Monday, December 26, 2011

Awkward moments

Shabbat/Sabbath (Saturday) morning

The congregant not only didn't remember that it was her brother's yahrzeit, she didn't even remember that she'd had a brother. Her non-Jewish aide stood in her stead while the Kaddish Yatom/Mourner's Kaddish prayer was recited.

Shabbat afternoon
Another congregant's mental capacities have been declining noticeably in recent months. We have to be careful to remind him what time services will take place, lest he show up two hours late and miss the whole thing. But his behavior at Minchah/Afternoon Service still surprised us considerably. Our congregation may now count women for a minyan, but we're still a traditional enough synagogue not to allow the use of musical instruments on Shabbat or Yom Tov (major holidays). So you can imagine how taken aback we were when this fellow pulled a harmonica out of his pocket and began playing it in the middle of Minchah/Afternoon Service. At first, we tried to shush him, but it quickly became apparent that he had no idea that he was doing anything unacceptable. So, not wishing to embarrass him in public, we told him how nicely he was playing, and, since he was clearly pleased at his idea to play the harmonica for us, complimented him on his talent.


Sunday morning

It's a good thing I got to minyan on time yesterday. Just after we finished reciting the Birkot HaShachar/Morning Blessings, I snuck across the aisle, tapped a guy on the shoulder, and whispered, "You might want to get your kippah out from under your tefillin strap." (According to halachah/Jewish religious law, tefillin must rest directly on the body, with no clothing intervening.) As it happens, my friendly warning saved the man from a more public embarrassment--it turned out that he was the one who'd been given the honor of leading the matbeiah/required part of the service, and he would, no doubt, have been stopped and publicly corrected if he'd gone up to the amud/reading stand with his kippah stuck under the strap of his shel rosh/head tefillin. I haven't forgotten the time they stopped a guy who'd just started to recite the Chatzi Kaddish prayer before the Musaf Amidah prayer on a Rosh Chodesh/New Month because he'd forgotten to remove his tefillin first, as is required.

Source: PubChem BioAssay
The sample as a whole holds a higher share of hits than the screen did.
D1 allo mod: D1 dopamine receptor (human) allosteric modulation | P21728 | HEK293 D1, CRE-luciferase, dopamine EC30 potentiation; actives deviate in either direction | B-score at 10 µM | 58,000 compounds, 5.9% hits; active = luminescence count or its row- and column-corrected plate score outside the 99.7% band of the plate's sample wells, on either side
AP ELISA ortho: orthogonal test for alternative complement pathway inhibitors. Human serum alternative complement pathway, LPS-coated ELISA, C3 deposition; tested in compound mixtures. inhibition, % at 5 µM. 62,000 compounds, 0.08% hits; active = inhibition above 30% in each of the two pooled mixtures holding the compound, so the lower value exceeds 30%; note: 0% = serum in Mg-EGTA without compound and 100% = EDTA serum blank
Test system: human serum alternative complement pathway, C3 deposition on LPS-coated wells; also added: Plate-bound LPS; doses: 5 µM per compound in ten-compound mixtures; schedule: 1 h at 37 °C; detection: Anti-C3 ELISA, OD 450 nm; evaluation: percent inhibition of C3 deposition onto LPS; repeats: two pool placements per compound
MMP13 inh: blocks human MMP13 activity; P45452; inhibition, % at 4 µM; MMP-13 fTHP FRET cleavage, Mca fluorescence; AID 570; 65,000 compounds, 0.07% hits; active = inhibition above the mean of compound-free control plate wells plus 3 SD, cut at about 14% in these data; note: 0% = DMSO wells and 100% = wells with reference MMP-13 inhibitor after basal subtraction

Sunday evening
I was the only person at the Chanukah party who was reciting b'rachot/blessings over the food before eating, covering my mouth in the hope that I wouldn't be too obvious. Oy.


Anonymous Dov said...


A point about your Sunday morning story:

According to the ruling of Rema (Oraḥ Ḥayyim 27:4) there is no problem with the straps of the tefillin going over the person’s kippah, as long as there is no separation between the person’s head and the bayit. There are those who disagree, and the custom in your shul may accord with them, but in my humble opinion it is improper to correct a person publicly about such a thing if it might cause him significant embarrassment (such as if he is leading the service), being that he certainly has whom to rely on.

(For a contemporary source see Yabi’a Omer II O.Ḥ. 2.)

Mon Dec 26, 07:40:00 PM 2011  
Blogger Shira Salamone said...

Thanks for the information. So it's only the bayit (box containing the texts) that must be placed directly on one's body. It's possible that I learned incorrectly, misunderstood, or just plain forgot.

I did try to be as discreet as possible. It was not my intention to embarrass anyone in public. But I'll certainly think twice about doing anything similar in the future.

Mon Dec 26, 08:54:00 PM 2011  
Anonymous Dov said...

No problem. There are authorities who maintain that it is better that the straps be directly on one's body as well, which is probably what you remember learning. I was simply pointing out that there is ample room for leniency. I should say that probably did a good thing correcting the guy anyway, because you imply that someone else might have publicly embarrassed him later had he not fixed it then. In that case, leaving halakha aside, at least you saved him from a much greater embarrassment.

Mon Dec 26, 09:32:00 PM 2011  
Blogger Shira Salamone said...

Dov, that is probably what I learned, but I'm certainly glad to have the matter clarified. It's important to know that there's room for leniency regarding what's permissible under the retzuot/straps.

Tue Dec 27, 10:13:00 AM 2011  

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